You know it’s coming. It always does and it’ll likely come within the next week or so. There will be a point in a regular season game in which the Warriors really need a basket. They’ll call time out, and Head Coach Mark Jackson will draw up a play designed at giving somebody an attempt at an all-important basket. But who is that somebody? Who takes that last shot that could potentially determine the game’s outcome?
Before we let Ben Cruz (Warriors World), Adam Lauridsen (Fast Break), Ethan Sherwood Strauss (Bleacher Report), Rich Twu (Golden State of Mind) and Steve Berman (Bay Area Sports Guy) have at it, here’s some context: The Warriors played an NBA-high 17 games last season that were decided by three points or less, and 25 of the team’s 66 contests were within three points in the final 90 seconds of regulation. Learning how to win such close games is of paramount importance, as it could be the difference in whether or not the Warriors make the playoffs. With that said, the final edition of the Warriors Bloggers Roundtable centers around this question:
Ben Cruz | Warriors World | @cruzkontrol
Stephen Curry needs to be taking the last shot. He hasn't been put in that situation too often during his stint with Golden State but there's a reason why he's as highly touted as he is. He is capable of taking the big shot at the big moment. He did it at Davidson countless times and is one of the only Warriors who has seemingly unlimited range and can create his own shot. He may not be the fastest or most athletic player in the NBA, but he is very crafty and smart and always seems to find the room he needs to make himself effective.
Adam Lauridsen | Fast Break | @GSWFastBreak
Stephen Curry. He's still the best pure shooter on the team, despite some competition from Klay Thompson. The challenge for the Warriors at the end of games isn't finding a good shooter to take the shot; it's running an offense that produces good shots. There were far too many times last season where the last-second plays were just clear-outs for Ellis or desperation heaves from behind the arc. Regardless of what style Mark Jackson chooses for this team, they'll need some half court sets that can get Curry or Thompson open for high-percentage looks in situations like this one.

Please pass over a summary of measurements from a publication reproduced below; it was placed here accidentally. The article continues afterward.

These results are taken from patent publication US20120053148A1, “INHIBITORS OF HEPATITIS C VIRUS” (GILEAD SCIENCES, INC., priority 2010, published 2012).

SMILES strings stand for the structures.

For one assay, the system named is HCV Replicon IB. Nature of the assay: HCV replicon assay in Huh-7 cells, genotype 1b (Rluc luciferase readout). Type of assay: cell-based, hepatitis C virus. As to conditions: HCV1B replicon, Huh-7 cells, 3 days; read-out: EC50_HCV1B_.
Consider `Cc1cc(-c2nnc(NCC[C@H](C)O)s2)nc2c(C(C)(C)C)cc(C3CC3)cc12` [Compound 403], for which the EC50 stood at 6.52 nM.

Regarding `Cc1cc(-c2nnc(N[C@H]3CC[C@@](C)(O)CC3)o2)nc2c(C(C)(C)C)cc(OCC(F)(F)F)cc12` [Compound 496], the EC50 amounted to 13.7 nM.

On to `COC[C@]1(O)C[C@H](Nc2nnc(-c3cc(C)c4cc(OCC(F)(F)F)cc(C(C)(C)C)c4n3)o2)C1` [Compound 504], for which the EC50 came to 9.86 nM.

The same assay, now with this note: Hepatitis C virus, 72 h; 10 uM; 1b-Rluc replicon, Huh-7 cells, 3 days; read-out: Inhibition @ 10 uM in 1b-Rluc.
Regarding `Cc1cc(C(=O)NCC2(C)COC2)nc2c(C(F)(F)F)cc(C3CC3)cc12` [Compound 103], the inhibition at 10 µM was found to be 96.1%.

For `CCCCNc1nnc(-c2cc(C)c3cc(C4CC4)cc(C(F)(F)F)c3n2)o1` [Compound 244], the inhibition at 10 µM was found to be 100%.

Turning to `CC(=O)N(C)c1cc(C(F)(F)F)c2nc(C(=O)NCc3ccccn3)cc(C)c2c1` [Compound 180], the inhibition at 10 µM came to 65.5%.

Ethan Sherwood Strauss | Bleacher Report | @SherwoodStrauss
Stephen Curry, and I wish he'd shoot more in general. He's one of the league's best shooters, and his viper-strike release eludes most defenders.
Rich Twu | Golden State of Mind | @poormanscommish
That's the great thing about the Warriors' roster this year. Both Klay and Steph can get a shot off nearly at will, and Warriors fans will be happy to roll the dice with either one, even if it's a forced shot at the buzzer. This opportunity doesn't present itself very often in basketball.
Steve Berman | Bay Area Sports Guy | @BASportsGuy
This might be the toughest question, because the biggest thing the Warriors lost in the Monta Ellis trade is a player who can create his own shot. If Curry is healthy, the role should be his (although the Warriors would probably need to set a screen or two to get him free). If Curry is injured, Thompson is next in line. While David Lee has expressed a desire to be that last-second guy, he wasn't overly impressive at the end of games last season after Ellis was sent to Milwaukee. I'd rather use Lee as a guy to set picks and/or crash the offensive boards in the final seconds.
That about does it for the season preview edition of the Warriors Bloggers Roundtable. A huge thank you to Ben Cruz, Adam Lauridsen, Ethan Sherwood Strauss, Rich Twu and Steve Berman for taking part. Be sure to follow them on Twitter if you’re not already and catch up on the previous entries of this discussion at the links below.
Who do you want to see with the ball in their hands and the game on the line? Would you like to share those thoughts on warriors.com? The warriors.com staff is seeking writers/bloggers who can capture the “fan voice” on The Blog Squad. Send your Warriors-themed writing samples to us at firstname.lastname@example.org and your work could be featured right here on warriors.com.